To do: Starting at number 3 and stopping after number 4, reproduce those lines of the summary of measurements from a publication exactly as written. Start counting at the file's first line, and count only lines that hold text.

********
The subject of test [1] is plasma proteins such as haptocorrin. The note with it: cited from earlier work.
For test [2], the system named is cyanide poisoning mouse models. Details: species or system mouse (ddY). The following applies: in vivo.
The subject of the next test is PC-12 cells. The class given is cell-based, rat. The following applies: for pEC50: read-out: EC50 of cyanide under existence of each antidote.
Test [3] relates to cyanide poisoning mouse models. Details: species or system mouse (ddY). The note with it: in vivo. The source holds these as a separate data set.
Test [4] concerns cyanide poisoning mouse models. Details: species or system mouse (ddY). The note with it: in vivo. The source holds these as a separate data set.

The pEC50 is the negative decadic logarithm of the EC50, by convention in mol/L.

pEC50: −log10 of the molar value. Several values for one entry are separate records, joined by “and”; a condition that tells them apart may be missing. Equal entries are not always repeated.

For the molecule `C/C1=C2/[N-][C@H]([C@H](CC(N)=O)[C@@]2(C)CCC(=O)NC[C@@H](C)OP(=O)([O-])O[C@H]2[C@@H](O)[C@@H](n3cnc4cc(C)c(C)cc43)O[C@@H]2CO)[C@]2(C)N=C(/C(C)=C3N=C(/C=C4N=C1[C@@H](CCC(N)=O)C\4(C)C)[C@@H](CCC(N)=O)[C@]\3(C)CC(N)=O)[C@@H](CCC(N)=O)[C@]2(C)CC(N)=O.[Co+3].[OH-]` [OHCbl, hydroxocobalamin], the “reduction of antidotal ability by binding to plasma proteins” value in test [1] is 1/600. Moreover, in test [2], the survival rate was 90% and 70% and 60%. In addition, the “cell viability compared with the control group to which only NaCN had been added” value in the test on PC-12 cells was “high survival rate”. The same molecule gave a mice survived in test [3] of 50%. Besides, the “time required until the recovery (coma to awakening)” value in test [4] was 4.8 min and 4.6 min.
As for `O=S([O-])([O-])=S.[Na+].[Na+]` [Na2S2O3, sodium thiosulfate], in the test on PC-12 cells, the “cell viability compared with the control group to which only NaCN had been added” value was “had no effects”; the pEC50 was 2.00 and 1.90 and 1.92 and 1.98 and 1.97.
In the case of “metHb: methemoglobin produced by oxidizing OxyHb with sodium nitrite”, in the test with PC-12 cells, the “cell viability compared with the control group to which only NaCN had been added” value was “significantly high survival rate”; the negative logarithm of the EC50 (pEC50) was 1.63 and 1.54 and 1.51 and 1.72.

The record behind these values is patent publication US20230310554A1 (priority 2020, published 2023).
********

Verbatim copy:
The subject of the next test is PC-12 cells. The class given is cell-based, rat. The following applies: for pEC50: read-out: EC50 of cyanide under existence of each antidote.
Test [3] relates to cyanide poisoning mouse models. Details: species or system mouse (ddY). The note with it: in vivo. The source holds these as a separate data set.